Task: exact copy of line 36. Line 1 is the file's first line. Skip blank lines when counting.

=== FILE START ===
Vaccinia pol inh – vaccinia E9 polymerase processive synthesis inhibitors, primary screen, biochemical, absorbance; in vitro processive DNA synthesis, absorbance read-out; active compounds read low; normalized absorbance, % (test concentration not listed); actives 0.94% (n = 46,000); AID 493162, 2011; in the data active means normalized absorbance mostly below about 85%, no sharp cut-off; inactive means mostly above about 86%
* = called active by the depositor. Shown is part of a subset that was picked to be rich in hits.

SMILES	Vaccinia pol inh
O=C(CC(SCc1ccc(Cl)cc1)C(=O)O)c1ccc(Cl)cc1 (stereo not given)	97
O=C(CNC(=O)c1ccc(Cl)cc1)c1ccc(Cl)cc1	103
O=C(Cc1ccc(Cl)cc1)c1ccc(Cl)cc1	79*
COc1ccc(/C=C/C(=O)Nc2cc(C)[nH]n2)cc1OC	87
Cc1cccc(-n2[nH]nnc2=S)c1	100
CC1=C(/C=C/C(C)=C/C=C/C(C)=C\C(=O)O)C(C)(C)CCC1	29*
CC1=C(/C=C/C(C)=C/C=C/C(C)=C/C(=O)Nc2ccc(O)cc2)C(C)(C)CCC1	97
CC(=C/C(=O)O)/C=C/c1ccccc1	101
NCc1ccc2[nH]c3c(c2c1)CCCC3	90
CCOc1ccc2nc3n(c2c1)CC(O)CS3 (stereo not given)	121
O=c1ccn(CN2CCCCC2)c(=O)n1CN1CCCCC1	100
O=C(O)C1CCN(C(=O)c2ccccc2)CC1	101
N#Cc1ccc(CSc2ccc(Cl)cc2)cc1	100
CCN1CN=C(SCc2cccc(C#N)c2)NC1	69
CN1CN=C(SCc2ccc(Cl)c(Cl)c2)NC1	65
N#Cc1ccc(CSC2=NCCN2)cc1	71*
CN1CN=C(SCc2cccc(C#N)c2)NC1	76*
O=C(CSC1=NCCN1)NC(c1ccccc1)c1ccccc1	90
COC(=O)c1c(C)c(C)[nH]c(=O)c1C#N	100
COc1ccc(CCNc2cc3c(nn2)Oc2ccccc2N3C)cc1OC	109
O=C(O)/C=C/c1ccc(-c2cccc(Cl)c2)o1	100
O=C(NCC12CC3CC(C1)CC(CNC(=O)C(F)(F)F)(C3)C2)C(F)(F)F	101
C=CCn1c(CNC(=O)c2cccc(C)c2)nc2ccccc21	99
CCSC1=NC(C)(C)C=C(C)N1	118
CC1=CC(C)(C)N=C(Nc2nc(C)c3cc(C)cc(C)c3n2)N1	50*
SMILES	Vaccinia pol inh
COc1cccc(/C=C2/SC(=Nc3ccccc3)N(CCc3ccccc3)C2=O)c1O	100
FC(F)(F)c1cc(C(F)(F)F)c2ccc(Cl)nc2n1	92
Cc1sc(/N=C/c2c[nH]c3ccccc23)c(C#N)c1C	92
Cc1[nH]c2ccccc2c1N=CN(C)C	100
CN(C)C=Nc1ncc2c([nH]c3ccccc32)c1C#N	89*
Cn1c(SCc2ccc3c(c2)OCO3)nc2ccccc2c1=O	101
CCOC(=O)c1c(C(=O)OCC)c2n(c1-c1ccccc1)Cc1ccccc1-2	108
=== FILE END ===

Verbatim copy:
CCOC(=O)c1c(C(=O)OCC)c2n(c1-c1ccccc1)Cc1ccccc1-2	108